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Tanzania Financial System Remains Stable Amid Global Uncertainties and GDP to Grow by 5.2% in 2023, Report Indicates

Tanzania Financial System Stability Report December 2022

The Tanzania Financial Stability Report 2022 recently released by the central bank (BOT) indicates that the country’s financial system remains resilient despite facing risks from the global economy.

According to the report, Tanzania’s GDP growth is estimated at 4.7% for 2022 and is projected to reach 5.2% in 2023 for Mainland Tanzania.

The growth forecast reflects increased infrastructure investment by the government and recovery in private sector activity.

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Zanzibar’s GDP grew by 6.8% in 2022 and is projected to reach 7.1% in 2023.

The report notes that globally, growth is estimated at 3.4% in 2022 and is projected to slow further to 2.9% in 2023 by IMF estimates.

Tighter financial conditions, high inflation, the war in Ukraine, and COVID-19 disruptions continue to threaten the global economy.

These external risks may impact Tanzania through increased costs of imports, debt servicing pressures, and exchange rate volatility.

However, accommodative monetary policy, prudent fiscal measures, and regulatory interventions by BOT and the government have supported the resilience of Tanzania’s financial system thus far.

Financial Sector Performances

The financial sector performance remained robust, as attested by the growth of assets.

The financial sector assets grew by 17.2% in 2022 compared to 13.7% in 2021, dominated by banks with 70.4% and pension funds with 25.6%.

The financial sector’s total assets as a percentage of GDP increased to 40.7% in 2022 from 34.7% in 2021.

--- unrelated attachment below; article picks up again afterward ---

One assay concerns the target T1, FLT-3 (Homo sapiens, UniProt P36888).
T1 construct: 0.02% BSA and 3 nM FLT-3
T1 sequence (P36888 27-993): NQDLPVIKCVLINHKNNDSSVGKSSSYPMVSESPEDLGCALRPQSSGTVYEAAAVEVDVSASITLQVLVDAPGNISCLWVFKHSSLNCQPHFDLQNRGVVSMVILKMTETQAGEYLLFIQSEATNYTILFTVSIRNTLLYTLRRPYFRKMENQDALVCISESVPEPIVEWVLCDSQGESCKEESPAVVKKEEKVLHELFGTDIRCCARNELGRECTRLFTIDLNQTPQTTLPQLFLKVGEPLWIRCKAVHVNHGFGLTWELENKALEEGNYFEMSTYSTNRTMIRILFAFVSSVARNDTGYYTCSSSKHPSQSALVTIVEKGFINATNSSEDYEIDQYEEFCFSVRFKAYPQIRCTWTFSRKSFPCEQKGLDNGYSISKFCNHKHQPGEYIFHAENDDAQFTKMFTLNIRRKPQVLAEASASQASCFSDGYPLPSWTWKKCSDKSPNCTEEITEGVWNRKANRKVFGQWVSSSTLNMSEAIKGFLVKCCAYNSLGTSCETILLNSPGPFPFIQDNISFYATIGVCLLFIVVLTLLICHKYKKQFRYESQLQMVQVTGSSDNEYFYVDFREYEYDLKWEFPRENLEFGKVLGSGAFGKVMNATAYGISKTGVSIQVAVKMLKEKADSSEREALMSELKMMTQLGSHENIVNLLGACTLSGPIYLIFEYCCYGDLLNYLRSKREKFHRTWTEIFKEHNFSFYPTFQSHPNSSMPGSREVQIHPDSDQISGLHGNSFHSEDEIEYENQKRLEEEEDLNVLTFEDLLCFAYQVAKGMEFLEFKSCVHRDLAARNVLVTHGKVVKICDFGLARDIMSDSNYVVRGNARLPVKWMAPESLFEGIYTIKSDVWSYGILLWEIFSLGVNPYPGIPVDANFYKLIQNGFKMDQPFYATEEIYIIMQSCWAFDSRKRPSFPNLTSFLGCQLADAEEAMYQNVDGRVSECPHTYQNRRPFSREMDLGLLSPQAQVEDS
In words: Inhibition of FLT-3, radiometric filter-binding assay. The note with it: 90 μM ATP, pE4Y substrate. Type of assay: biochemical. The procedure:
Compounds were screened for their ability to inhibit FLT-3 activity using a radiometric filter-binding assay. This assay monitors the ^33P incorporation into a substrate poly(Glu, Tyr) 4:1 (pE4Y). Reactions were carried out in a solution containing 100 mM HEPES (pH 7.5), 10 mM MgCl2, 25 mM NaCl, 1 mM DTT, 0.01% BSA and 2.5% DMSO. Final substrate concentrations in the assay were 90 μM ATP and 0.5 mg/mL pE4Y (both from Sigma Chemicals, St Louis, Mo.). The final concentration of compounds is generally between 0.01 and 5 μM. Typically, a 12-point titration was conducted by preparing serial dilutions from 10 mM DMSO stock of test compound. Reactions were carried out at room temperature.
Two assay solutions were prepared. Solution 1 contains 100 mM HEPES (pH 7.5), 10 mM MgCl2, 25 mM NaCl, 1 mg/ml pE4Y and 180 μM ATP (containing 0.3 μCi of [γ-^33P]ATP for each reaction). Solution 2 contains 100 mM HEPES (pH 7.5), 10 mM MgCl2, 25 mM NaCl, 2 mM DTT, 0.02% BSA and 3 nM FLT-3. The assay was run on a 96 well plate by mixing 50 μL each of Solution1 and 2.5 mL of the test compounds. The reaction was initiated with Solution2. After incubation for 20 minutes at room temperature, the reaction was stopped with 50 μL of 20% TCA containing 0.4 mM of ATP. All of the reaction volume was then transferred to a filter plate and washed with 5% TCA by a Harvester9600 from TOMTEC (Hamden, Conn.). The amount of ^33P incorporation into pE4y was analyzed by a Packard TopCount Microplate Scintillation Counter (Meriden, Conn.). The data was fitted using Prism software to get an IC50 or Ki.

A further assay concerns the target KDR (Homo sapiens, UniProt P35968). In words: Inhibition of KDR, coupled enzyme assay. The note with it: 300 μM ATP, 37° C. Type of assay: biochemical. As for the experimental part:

The growth was partly attributed to increased lending to the private sector, improvement in business conditions, and a pick up of domestic growth trajectory.

The financial sector remained resilient to shocks amid challenges experienced by the war in Ukraine and global inflationary pressures.

In 2022, the resilience of the sector was reinforced by measures undertaken by the Government and BOT to limit the effects of the war in Ukraine and global inflationary pressures, such as accommodative monetary policy, fiscal measures as well as supervisory and regulatory interventions to ensure sustainability and the stability of the sector.

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The resilience was also observed in non-bank financial institutions, which comprises social security, insurance, and capital market, while financial system infrastructure continued to maintain efficiency through smooth operations for ensuring safety and reliability in payments hence enhancing financial stability and growth in the country.

Commenting on the overall performances of the financial sector, BOT Governor Emmanuel Tutuba stresses in his foreword that “the Tanzanian financial system remained strong, well placed to support the economy, and the outlook remains positive. Together with other Tanzania Financial Stability Forum members, the Bank is closely monitoring any adverse effects on the broader financial system. Financial institutions must continue to invest in their capacity to absorb shocks by maintaining strong capital and liquidity buffers and increasing their operational resilience, including external threats like cyber-attacks.”